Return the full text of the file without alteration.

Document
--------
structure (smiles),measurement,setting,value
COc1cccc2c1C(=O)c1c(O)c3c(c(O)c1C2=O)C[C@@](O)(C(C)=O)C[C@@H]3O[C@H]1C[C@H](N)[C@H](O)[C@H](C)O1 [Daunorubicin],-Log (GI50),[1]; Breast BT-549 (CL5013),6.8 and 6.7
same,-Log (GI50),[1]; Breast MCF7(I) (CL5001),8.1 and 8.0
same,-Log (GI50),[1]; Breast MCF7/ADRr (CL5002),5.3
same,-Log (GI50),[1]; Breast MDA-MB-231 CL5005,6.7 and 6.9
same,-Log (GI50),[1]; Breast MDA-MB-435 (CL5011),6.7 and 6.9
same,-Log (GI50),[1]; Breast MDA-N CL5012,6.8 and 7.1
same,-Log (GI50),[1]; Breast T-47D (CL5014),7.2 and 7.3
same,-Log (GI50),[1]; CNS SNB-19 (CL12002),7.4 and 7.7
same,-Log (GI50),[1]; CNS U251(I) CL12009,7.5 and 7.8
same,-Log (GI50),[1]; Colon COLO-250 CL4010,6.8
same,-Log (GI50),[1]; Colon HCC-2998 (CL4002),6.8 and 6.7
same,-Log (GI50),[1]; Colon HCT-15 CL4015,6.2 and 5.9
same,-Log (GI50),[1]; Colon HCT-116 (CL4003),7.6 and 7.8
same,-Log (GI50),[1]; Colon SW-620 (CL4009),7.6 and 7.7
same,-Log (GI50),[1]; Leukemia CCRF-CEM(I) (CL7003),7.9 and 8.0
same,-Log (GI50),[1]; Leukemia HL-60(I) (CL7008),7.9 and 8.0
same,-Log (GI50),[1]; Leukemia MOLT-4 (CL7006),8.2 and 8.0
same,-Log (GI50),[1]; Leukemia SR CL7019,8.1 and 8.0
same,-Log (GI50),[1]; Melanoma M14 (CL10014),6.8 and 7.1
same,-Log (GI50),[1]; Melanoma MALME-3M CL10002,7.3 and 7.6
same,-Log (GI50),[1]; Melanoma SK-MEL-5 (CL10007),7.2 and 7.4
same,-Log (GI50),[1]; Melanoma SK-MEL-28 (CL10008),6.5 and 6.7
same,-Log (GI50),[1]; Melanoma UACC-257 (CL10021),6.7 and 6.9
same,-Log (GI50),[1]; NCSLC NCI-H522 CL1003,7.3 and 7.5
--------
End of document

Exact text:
structure (smiles),measurement,setting,value
COc1cccc2c1C(=O)c1c(O)c3c(c(O)c1C2=O)C[C@@](O)(C(C)=O)C[C@@H]3O[C@H]1C[C@H](N)[C@H](O)[C@H](C)O1 [Daunorubicin],-Log (GI50),[1]; Breast BT-549 (CL5013),6.8 and 6.7
same,-Log (GI50),[1]; Breast MCF7(I) (CL5001),8.1 and 8.0
same,-Log (GI50),[1]; Breast MCF7/ADRr (CL5002),5.3
same,-Log (GI50),[1]; Breast MDA-MB-231 CL5005,6.7 and 6.9
same,-Log (GI50),[1]; Breast MDA-MB-435 (CL5011),6.7 and 6.9
same,-Log (GI50),[1]; Breast MDA-N CL5012,6.8 and 7.1
same,-Log (GI50),[1]; Breast T-47D (CL5014),7.2 and 7.3
same,-Log (GI50),[1]; CNS SNB-19 (CL12002),7.4 and 7.7
same,-Log (GI50),[1]; CNS U251(I) CL12009,7.5 and 7.8
same,-Log (GI50),[1]; Colon COLO-250 CL4010,6.8
same,-Log (GI50),[1]; Colon HCC-2998 (CL4002),6.8 and 6.7
same,-Log (GI50),[1]; Colon HCT-15 CL4015,6.2 and 5.9
same,-Log (GI50),[1]; Colon HCT-116 (CL4003),7.6 and 7.8
same,-Log (GI50),[1]; Colon SW-620 (CL4009),7.6 and 7.7
same,-Log (GI50),[1]; Leukemia CCRF-CEM(I) (CL7003),7.9 and 8.0
same,-Log (GI50),[1]; Leukemia HL-60(I) (CL7008),7.9 and 8.0
same,-Log (GI50),[1]; Leukemia MOLT-4 (CL7006),8.2 and 8.0
same,-Log (GI50),[1]; Leukemia SR CL7019,8.1 and 8.0
same,-Log (GI50),[1]; Melanoma M14 (CL10014),6.8 and 7.1
same,-Log (GI50),[1]; Melanoma MALME-3M CL10002,7.3 and 7.6
same,-Log (GI50),[1]; Melanoma SK-MEL-5 (CL10007),7.2 and 7.4
same,-Log (GI50),[1]; Melanoma SK-MEL-28 (CL10008),6.5 and 6.7
same,-Log (GI50),[1]; Melanoma UACC-257 (CL10021),6.7 and 6.9
same,-Log (GI50),[1]; NCSLC NCI-H522 CL1003,7.3 and 7.5